LONDON (UK) – Oil prices were mixed on Monday as Chinese economy had a quarterly rebound and countered fears over rising COVID-19 cases around the world leading to restrictions that could dent economic growth and fuel consumption.
Brent crude was down 5 cents, or 0.1%, at $55.05 per barrel by 1131 GMT while West Texas Intermediate U.S. crude was up 4 cents, or 0.1%, at $52.40.
Though China’s economy picked up in the fourth quarter, it was in stark contrast to the US and Europe, where the spread of virus has raised doubts over the state of economies and how soon it would recover.
“Corona-induced economic fears, a stronger U.S. dollar and more pessimistic investor sentiment are all playing their part in the fact that Brent is trading … around $3 lower than last Wednesday,” said Commerzbank analyst Eugen Weinberg.
Security concerns ahead of this week’s U.S. presidential inauguration are also dragging on investor sentiment, said PVM Oil analyst Tamas Varga.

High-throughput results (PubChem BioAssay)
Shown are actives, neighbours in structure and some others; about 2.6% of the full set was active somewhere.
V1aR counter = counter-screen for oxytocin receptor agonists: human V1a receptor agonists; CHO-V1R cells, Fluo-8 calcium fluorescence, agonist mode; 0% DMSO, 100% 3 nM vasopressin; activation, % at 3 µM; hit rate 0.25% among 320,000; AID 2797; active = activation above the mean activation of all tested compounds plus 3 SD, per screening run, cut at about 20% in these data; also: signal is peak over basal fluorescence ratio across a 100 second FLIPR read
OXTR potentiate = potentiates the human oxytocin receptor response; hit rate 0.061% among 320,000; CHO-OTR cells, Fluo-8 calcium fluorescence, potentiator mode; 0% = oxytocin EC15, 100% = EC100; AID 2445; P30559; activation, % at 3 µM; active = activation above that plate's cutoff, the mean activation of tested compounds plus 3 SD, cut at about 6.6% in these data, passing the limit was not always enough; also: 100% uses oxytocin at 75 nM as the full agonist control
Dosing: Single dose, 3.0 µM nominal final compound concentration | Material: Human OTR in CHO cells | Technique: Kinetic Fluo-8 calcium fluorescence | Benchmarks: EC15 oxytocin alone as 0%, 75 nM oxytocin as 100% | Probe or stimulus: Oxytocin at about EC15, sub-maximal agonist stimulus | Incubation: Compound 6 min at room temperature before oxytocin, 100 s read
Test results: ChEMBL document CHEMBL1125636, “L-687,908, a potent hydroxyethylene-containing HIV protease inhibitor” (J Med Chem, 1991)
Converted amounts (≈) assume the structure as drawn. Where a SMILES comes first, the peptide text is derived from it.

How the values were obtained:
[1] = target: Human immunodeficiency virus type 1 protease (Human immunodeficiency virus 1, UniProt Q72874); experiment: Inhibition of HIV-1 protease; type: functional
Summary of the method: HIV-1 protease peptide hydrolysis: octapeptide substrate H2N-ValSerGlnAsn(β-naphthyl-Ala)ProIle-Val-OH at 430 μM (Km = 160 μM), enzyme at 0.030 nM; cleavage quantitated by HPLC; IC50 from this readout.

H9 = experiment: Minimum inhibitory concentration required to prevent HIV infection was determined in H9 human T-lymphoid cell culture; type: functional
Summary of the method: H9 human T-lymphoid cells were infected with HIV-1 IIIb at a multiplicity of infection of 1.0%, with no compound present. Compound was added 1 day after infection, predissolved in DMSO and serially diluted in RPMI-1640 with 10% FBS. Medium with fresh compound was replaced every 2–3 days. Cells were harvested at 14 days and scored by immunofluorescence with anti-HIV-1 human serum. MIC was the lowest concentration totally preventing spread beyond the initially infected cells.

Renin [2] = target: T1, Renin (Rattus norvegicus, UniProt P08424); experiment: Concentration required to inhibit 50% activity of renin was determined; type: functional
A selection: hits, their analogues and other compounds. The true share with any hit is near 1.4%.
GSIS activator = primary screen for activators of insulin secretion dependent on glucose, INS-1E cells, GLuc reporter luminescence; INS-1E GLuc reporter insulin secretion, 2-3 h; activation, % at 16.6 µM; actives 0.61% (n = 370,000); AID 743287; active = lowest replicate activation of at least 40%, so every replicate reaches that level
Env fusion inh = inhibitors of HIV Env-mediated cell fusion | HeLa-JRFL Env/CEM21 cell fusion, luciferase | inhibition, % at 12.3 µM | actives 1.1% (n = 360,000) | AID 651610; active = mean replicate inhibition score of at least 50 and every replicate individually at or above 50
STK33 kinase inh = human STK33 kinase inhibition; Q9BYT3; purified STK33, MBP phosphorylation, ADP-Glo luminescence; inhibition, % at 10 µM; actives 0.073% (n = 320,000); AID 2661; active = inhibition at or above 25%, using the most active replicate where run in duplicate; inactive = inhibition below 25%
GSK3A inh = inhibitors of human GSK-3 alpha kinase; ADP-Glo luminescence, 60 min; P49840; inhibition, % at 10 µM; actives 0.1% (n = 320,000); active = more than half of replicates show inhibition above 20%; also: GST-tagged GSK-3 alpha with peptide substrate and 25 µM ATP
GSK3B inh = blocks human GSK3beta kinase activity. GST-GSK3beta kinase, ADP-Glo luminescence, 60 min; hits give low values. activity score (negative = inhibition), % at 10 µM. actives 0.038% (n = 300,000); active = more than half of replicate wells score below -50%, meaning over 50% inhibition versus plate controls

“In addition to the coronavirus running amok, this week’s tense presidential inauguration can also cause unease amongst investors,” he said.
Last week more number of oil and natural gas rigs to work put to work for an eighth consecutive week, encouraged by recent price strength that made production more profitable.
US drillers have indicated they will continue to keep their spending under control, ANZ Research said in a note.
“The economics also don’t favour a surge in drilling, with half of the industry still uneconomical,” they said.
Oil prices also found support in a drop in Libyan oil output, with Waha Oil Company reducing production by up to 200,000 barrels per day because of maintenance on the main pipeline that links the Al-Samah and Al-Dhahra oilfields to Es Sider port.